• Determine the explain plans for all alternatives the ADO libraries to interact with databases, runs inside of a CLR that runs on an
• Present you with the best query options to accomplish your objective operating system that runs on hardware. That hardware is networked with other
hardware that hosts a potentially different technology stack. We typically have one
When I was writing database code I used one of these tools and quantified the results or more load balancers between the outside world and your application as well as
under load and a few tweaks and optimizations can make a world of difference. between application components. We have API Management services and caches
at multiple layers. All of this is to say that we have A LOT of infrastructure that can
potentially impact the performance of your application!

Top 5 .NET Metrics, Tips & Tricks 17


Top 5 Performance Problems in .NET Applications Teams cont’d
You must therefore take care to tune your infrastructure. Examine the operating
system and hardware upon which your application components and databases
are running to determine if they are behaving optimally. Measure the network
latency between servers and ensure that you have enough available bandwidth to
satisfy your application interactions. Look at your caches and validate that you are
seeing high cache hit rates. Analyze at your load balancer behavior to ensure that
requests are quickly be routed to all available servers. In short, you need to examine
your application performance holistically, including both your application business
transactions as well as the infrastructure that supports them.

Conclusion
This article presented a top-5 list of common performance issues in .NET applications.
Those issues include:

• Synchronization and Locking


• Excessive or unnecessary logging
• Code dependencies
• Underlying database issues
• Underlying infrastructure issues

In the next article we’re going to pull all of the topics in this series together to
present the approach that AppDynamics took to implementing its APM strategy. This
is not a marketing article, but rather an explanation of why certain decisions and
optimizations were made and how they can provide you with a powerful view of the
health of a virtual or cloud-based application.

Top 5 .NET Metrics, Tips & Tricks 18


Chapter 4
AppDynamics Approach to APM
AppDynamics Approach to APM
This article series has presented an overview of application performance management Figure 1 shows how a business transaction might be assembled across multiple tiers.
(APM), identified the challenges in implementing an APM strategy, and proposed a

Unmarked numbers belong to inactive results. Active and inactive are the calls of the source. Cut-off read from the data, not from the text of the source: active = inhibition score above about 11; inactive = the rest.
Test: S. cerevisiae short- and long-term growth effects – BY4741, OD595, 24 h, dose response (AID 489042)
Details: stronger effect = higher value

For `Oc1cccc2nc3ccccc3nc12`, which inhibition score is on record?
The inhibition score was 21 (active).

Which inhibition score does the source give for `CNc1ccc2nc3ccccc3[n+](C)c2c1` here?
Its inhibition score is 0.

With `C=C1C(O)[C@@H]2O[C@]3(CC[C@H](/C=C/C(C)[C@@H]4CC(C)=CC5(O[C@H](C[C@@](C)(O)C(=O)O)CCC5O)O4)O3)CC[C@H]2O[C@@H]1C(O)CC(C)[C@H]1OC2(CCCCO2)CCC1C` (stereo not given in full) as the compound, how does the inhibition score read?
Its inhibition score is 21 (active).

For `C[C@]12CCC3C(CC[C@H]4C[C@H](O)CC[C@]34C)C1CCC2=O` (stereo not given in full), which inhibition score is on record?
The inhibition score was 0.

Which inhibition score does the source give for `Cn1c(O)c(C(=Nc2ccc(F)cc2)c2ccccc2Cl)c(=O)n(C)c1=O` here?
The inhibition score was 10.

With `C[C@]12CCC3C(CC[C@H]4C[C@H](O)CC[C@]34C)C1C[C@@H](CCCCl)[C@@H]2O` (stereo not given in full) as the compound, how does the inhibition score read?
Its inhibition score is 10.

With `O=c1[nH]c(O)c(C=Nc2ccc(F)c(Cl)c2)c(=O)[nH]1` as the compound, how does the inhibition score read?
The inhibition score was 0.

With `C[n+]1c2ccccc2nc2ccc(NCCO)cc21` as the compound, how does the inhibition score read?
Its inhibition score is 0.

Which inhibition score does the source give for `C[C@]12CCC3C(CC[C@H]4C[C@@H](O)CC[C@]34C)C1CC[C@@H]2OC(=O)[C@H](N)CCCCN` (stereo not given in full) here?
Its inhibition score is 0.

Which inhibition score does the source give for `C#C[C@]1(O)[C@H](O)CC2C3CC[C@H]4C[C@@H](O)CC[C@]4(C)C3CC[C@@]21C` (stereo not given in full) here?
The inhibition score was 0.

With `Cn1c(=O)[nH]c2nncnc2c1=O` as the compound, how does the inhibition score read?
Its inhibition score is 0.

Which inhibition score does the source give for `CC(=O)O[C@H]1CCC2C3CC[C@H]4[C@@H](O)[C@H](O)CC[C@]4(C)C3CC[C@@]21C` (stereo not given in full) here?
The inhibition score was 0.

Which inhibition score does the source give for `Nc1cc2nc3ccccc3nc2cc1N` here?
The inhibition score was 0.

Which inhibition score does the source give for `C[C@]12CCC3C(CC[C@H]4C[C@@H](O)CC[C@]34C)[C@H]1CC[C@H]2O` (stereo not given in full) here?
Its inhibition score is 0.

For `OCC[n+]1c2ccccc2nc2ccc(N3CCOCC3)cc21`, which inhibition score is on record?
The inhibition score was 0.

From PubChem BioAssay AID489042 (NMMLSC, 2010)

top-5 list of important metrics to measure to assess the health of a .NET application.
This article pulls all of these topics together to describe an approach to implementing
an APM strategy, and specifically it describes the approach that AppDynamics chose
when designing its APM solution.

Business Transaction Centric


Because of the dynamic nature of modern applications, AppDynamics chose to design
its solution to be Business Transaction Centric. In other words, business transactions
are at the forefront of every monitoring rule and decision. Rather than only answering
questions like: what is the behavior of the execution queue thread pool on this server,
it instead first answers the questions of whether not users are able to execute their
business transactions and if those business transactions are behaving normally. The
solution also captures container information, but really with the focus of supporting
the analysis of business transactions.

Business transactions begin with entry-points, which are the triggers that start a
business transaction. AppDynamics automatically identifies common entry-points
that will identify things like web and service requests but also allows you to manually
configure them. The goal is to identify and name all common business transactions
out-of-the-box, but to provide the flexibility to meet your business needs. For
example, you might define a SOAP-based web service that contains a single operation
that satisfies multiple business functions. In this case, AppDynamics will automatically
identify the business transaction, but will allow you to define the criterion that Figure 1 Defining a Business Transaction
splits the business transaction based on your business needs, such as by fields in
the payload. AppDynamics identified that defining static SLAs are difficult to manage over time
as an application evolves, so, while it allows you to define static SLAs, it primarily
Once a business transaction has been defined and named, that business transaction relies on baselines for its analysis. It captures raw business transaction data, saves it
will be followed across all tiers that your application needs to satisfy it. This includes in its database, and allows you to choose the best baseline against which to analyze
both synchronous calls like web service and database calls, as well as asynchronous incoming business transactions. Baselines can be defining in the following ways:
calls like MSMQ messages. AppDynamics adds custom headers, properties, and other
protocol-specific elements so that it can assemble all tier segments into a holistic view • Average response time over a period of time
of the business transaction. It collects the business transaction on its management • Hour of day over a period of time
server for analysis.
• Hour of day and day of week over a period of time
• Hour of day and day of month over a period of time

Recall from the previous articles in this series that baselines are selected based on the
behavior of your application users. If your application is used consistently over time